Acquired immunodeficiency syndrome (AIDS)
The AIDS epidemic was first recognized in the USA in 1981. The early cases were male homosexuals with pneumocystis pneumonia or Kaposi’s sarcoma and immunosuppression. Later it became clear that the human immunodeficiency virus (HIV) could be acquired from contaminated body fluids, particularly semen and blood, in many ways, the importance of which varies from country to country. In the UK and the USA, for example, most cases have been homo-sexual or bisexual men; in parts of Africa, on the other hand, the disease is most often spread heterosexually.
Other groups at high risk are intravenous drug abusers who share contaminated needles and syringes, and haemophiliacs who were given infected blood products. Up to a half of babies born to infected mothers will be infected transplacentally.
The global epidemic is not slackening off though the pattern of transmission in industrialized nations is changing. Heterosexual transmission now accounts for 25–30% of new cases in Europe and the USA. In 1999, about 5.4 million people were newly infected with HIV.
The human immunodeficiency viruses, HIV-1 and HIV-2 (mainly in West Africa), are RNA retroviruses containing reverse transcriptase enzymes, which allow the viral DNA copy to be incorporated into the chro-mosomes of the host cell. Their main target is a subset of T lymphocytes (helper/inducer cells) that express glycoprotein CD4 molecules on their surface. These bind to the surface envelope of the HIV. Viral replication within the helper/inducer cells kills them, and their depletion leads to the loss of cell-mediated immunity so characteristic of HIV infection. A variety of opportunistic infections may then follow.
The original infection may be asymptomatic, or followed by a glandular fever-like illness at the time of seroconversion. After a variable latent phase, which may last several years, a persistent generalized lym-phadenopathy develops. The term ‘AIDS-related complex’ refers to the next stage, in which many of the symptoms of AIDS (e.g. fever, weight-loss, fatigue or diarrhoea) may be present without the opportunis-tic infections or tumours characteristic of full-blown AIDS. Not all of those infected with HIV will develop AIDS but, for those who do, the average time from infection to the onset of AIDS is about 10 years. Once AIDS develops, if untreated, about half will die within 1 year and three-quarters within 4 years.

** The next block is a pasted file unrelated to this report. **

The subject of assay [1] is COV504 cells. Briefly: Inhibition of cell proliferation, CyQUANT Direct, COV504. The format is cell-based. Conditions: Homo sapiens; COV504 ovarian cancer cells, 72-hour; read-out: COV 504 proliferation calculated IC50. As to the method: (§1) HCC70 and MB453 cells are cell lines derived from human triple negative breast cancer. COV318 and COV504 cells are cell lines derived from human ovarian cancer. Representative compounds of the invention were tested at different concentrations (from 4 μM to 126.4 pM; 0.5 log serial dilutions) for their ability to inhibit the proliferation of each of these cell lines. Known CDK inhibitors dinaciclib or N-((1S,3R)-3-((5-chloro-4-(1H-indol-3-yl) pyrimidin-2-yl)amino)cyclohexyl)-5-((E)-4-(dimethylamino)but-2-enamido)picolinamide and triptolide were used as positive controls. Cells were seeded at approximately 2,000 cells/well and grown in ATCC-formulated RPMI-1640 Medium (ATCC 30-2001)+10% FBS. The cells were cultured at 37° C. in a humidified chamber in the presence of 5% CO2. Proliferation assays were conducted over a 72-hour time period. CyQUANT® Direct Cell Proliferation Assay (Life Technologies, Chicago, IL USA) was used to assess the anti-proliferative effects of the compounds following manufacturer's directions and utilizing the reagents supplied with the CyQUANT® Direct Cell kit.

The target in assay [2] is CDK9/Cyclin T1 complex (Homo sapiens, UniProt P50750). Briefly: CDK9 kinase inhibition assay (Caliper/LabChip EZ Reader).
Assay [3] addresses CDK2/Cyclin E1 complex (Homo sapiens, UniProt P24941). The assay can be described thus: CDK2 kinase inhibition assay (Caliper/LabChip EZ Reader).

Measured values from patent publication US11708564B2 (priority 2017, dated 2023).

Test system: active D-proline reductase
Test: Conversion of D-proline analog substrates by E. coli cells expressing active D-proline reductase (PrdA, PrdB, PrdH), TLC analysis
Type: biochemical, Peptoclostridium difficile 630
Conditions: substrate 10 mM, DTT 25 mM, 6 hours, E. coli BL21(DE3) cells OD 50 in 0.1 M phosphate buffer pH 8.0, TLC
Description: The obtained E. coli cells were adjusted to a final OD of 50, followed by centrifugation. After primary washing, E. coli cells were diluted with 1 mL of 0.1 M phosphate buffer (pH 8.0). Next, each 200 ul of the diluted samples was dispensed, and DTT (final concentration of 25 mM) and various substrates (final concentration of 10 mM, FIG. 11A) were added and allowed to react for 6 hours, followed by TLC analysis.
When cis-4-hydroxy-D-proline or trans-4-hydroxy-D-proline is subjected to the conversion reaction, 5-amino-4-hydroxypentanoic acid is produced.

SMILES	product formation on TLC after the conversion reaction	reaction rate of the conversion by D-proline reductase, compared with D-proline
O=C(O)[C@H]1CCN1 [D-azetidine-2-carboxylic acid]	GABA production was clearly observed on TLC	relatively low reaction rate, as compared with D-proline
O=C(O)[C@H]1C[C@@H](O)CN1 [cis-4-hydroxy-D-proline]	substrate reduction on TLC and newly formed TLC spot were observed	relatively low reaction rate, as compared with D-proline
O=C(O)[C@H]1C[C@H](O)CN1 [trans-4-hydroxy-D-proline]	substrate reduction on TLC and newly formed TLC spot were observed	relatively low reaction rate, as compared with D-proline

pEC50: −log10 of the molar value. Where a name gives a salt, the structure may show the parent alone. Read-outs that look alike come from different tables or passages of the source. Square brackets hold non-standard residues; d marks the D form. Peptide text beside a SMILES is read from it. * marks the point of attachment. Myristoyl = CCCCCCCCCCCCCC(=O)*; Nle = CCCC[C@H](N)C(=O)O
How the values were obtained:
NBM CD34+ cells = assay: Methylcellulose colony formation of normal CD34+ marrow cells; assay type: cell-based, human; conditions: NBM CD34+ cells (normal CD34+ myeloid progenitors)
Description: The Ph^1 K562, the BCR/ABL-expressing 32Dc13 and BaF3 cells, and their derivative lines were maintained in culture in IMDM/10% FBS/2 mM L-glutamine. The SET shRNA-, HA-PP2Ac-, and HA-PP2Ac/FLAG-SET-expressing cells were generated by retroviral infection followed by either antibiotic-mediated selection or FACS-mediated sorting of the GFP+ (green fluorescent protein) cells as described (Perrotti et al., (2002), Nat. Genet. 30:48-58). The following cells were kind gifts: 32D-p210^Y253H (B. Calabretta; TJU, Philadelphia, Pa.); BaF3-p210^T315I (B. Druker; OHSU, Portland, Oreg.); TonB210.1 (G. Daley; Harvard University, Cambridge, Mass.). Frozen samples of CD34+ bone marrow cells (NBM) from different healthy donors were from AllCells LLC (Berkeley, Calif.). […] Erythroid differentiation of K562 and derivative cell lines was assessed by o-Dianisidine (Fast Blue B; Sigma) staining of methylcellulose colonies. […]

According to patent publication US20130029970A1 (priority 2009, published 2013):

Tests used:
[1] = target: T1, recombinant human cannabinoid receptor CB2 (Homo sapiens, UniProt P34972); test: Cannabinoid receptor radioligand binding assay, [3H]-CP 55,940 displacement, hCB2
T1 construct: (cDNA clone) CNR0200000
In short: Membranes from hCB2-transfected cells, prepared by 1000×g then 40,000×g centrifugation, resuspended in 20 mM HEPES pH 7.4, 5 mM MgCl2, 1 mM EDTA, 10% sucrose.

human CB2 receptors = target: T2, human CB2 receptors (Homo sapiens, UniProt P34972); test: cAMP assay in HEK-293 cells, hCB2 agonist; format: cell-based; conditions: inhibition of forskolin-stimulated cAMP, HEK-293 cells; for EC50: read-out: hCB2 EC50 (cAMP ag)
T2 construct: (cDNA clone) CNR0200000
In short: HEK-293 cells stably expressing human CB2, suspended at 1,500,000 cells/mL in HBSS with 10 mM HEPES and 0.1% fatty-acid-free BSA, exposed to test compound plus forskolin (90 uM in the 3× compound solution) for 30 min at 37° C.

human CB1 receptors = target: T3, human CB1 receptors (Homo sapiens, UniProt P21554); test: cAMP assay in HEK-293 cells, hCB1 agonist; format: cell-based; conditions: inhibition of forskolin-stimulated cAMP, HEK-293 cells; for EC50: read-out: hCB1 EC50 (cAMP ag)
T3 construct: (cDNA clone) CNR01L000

Skin conditions are often the first clue to the presence of AIDS. The following are important:
1 Kaposi’s sarcoma (Figs 14.32–14.34) is the initialpresentation in a decreasing percentage of AIDS patients, particularly homosexual men. The lesions of classical Kaposi’s sarcoma are multiple purplish patches or nodules (see Fig. 19.49). In AIDS the lesions may be atypical, sometimes looking like bruises or pyogenic granulomata. The diagnosis can easily be missed and the mouth must always be examined.
2 Seborrhoeic eczema and folliculitis(Fig. 14.35)are seen in at least 50% of patients, often starting at an early stage of immunosuppression. The underlying cause may be an overgrowth of Pityrosporum yeasts. An itchy folliculitis of the head, neck and trunk, and an eosinophilic folliculitis, possibly as a result of the multiplication of Demodex folliculorum, have also been described.
3 Skin infectionsaflorid, unusually extensive or atyp-ical examples of common infections may be seen with one or more of the following:
herpes simplex, herpes zoster, molluscum contagiosum, oral and cutaneous candida, tinea, pityriasis versicolor, scabies and staphylococci. Facial and perianal warts are common. Hairy leukoplakia (Fig. 14.36), often on the sides of the tongue, may be caused by proliferation of the Epstein–Barr virus. Bacillary angiomatosis may look like Kaposi’s sarcoma and is caused by the bacillus that causes cat-scratch fever. Syphilis can coexist with AIDS, as can mycobacterial infections.
4 Other manifestationsadry skin is common inAIDS; so is pruritus. Psoriasis may start or worsen with AIDS. Diffuse alopecia is not uncommon. Drug eruptions are often seen in AIDS patients.
The clinical diagnosis of HIV infection is confirmed by a positive blood test for antibodies to the virus. Patients should be counselled before and after testing for HIV antibody. Sexual contacts of infected indi-viduals should be traced.
Modern drugs for HIV infections increase life expectancy, but are not ‘cures’ in the usual sense. They reduce the viral load but are expensive and sometimes toxic. Guidelines on how to use them change con-stantly, and so the drug treatment of HIV infections should be directed by specialists in the field, who will monitor the plasma viral load and CD4 count regularly (Table 14.1). Difficult decisions to be made include the timing of treatmentathe benefits of starting early have to be balanced against the risk of toxicityaand choosing the right drug combination of highly active antiretroviral treatment (HAART)a usually triple therapy with two nucleoside reverse transcriptase inhibitors plus either a non-nucleoside reverse transcriptase inhibitor or a protease inhibitor. The regimen will be changed if there is clinical or virological deterioration, or if the patient becomes pregnant, although the teratogenic potential of most of these drugs is still not known.
Treatment otherwise is symptomatic and varies according to the type of opportunistic infection detected. Prophylactic treatment against a number of life-threatening infections is also worthwhile, and prolongs life expectancy. Educating the public to avoid risky behaviour, such as unprotected sexual intercourse, is still hugely important.